A young Durbanville woman who has been crowned Miss SA Junior has no plans of slowing down.
Nineteen-year-old Tiffany-Amber Moses beat a number of hopefuls to clinch the crown in a prestigious ceremony held in Pretoria, in April.
She started her modelling career when she won a talent competition at the age of 5, and since then she has dreamed of being crowned Miss South Africa.
“I plan on winning Miss South Africa and Miss Universe, but first I am aiming for the Miss Seven Continents taking place next year,” she says.
Tiffany says she is missing this year’s Miss Seven Continents because she wants to focus on her charity work, and she needs to find a sponsor to help her attend.
“It requires a lot of travelling and planning, we don’t have a sponsor now which means it would come out of our own pockets.”
During her reign, she hopes to highlight the plight of the less fortunate.
She works with non-governmental organisation Out of Africa, which supports parents and children with life-threatening diseases.
“During my reign, I have to work with at least three charities a month, and Out of Africa is one that does great work,” she says.
“I also started a pageant-training agency for girls and boys of all ages, where I teach them modelling, interviewing skills and ramp techniques.
“It’s a way to give back and also keep them busy so they don’t get into bad things.”
She admits that being a beauty queen has an ugly side.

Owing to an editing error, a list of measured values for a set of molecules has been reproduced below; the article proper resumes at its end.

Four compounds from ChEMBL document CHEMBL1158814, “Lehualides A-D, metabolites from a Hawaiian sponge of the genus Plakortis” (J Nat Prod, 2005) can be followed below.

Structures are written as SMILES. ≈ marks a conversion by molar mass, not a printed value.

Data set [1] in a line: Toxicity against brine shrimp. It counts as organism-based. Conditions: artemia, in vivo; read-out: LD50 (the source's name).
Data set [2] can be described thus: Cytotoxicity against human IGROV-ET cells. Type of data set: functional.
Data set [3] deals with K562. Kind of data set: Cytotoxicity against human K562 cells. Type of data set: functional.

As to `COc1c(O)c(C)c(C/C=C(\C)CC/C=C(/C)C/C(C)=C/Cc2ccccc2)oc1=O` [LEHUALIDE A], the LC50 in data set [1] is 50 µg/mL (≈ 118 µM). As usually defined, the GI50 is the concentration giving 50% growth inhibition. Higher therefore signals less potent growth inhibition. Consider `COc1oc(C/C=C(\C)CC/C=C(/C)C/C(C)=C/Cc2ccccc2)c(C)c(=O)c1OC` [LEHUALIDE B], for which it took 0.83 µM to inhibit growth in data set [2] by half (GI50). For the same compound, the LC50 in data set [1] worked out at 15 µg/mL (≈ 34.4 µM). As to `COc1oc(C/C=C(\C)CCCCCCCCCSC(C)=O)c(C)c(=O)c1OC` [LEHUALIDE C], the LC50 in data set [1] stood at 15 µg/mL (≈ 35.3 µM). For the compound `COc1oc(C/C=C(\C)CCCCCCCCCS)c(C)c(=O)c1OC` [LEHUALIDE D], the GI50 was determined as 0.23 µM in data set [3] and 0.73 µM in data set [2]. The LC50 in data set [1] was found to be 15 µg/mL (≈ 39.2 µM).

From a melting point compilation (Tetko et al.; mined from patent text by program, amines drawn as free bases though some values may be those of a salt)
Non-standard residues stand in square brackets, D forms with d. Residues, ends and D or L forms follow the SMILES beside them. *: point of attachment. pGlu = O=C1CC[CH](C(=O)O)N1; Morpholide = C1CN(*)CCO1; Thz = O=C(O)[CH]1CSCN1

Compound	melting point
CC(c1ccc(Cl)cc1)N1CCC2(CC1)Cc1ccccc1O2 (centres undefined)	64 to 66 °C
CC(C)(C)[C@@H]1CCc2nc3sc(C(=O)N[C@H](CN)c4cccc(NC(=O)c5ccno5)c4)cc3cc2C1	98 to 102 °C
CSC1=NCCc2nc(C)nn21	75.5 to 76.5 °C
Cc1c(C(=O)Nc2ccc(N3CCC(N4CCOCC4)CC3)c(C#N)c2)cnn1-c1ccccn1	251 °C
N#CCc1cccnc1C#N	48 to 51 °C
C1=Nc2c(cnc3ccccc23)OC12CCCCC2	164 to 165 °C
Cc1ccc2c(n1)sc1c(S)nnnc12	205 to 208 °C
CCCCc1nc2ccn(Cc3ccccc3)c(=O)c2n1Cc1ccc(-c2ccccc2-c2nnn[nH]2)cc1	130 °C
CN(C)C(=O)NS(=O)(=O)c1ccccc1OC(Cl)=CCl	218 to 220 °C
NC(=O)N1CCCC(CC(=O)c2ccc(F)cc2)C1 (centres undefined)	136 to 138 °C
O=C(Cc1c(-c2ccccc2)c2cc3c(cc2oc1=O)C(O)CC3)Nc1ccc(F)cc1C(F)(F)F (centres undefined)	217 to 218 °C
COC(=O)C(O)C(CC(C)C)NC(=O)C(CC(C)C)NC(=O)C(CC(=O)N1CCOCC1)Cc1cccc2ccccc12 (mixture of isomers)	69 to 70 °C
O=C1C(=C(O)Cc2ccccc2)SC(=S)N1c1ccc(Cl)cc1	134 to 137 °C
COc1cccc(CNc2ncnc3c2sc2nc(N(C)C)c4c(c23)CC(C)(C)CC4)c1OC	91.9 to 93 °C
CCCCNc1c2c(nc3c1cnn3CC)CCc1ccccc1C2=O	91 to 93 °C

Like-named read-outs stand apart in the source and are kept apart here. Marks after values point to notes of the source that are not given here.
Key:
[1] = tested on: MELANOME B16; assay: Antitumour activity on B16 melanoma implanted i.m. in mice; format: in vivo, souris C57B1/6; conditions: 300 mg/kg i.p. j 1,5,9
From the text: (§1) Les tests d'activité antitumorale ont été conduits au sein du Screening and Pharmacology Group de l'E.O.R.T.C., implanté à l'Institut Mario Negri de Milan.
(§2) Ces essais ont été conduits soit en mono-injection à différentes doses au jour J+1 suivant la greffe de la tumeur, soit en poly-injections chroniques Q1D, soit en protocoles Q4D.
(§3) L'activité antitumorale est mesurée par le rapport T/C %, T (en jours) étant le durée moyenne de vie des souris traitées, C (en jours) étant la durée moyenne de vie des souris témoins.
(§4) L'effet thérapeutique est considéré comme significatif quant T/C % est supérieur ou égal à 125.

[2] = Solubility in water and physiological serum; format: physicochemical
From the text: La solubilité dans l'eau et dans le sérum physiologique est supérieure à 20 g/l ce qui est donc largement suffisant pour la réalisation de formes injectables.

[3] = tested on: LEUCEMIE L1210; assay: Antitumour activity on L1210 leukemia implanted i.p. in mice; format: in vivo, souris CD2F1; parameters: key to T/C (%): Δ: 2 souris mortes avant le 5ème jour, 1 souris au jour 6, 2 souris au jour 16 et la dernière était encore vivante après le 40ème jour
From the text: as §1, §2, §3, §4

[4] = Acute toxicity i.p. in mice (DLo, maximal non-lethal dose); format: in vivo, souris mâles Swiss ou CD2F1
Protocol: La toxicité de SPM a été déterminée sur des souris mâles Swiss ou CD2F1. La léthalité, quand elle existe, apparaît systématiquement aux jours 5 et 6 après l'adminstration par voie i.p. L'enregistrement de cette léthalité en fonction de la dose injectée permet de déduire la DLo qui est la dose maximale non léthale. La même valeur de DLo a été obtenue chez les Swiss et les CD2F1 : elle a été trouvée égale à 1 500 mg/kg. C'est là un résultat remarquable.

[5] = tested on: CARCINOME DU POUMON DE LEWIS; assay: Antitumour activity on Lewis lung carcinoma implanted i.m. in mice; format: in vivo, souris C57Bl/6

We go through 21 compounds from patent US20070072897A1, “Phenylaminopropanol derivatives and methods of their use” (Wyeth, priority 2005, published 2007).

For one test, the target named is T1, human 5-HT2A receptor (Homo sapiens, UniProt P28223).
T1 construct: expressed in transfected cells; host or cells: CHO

“I keep to myself. I only speak when spoken to. Some people can be mean, but I know it’s just business. We’re all there to win a competition.”
Her mother, Heidi Moses, whom she calls her biggest fan, agrees.
“We’re proud of her; she works hard to achieve what she has, but at the pageants, the mothers can be very nasty. I have experienced that.”
But there’s more to Tiffany than winning crowns and beautiful gowns. She is also studying forensic psychology.
“I consider education very important, I want to get a doctorate one day in forensic psychology because I have always been fascinated by how people think.”
Tiffany says it’s important for young people to realise they can do anything they put their minds to. And she understands that there’s other young people out there who are faced with difficult challenges.
“We’re all from different circumstances and facing challenges as young people, living at a time with a difficult political climate, but with the right mindset, we can do anything we put our minds to.”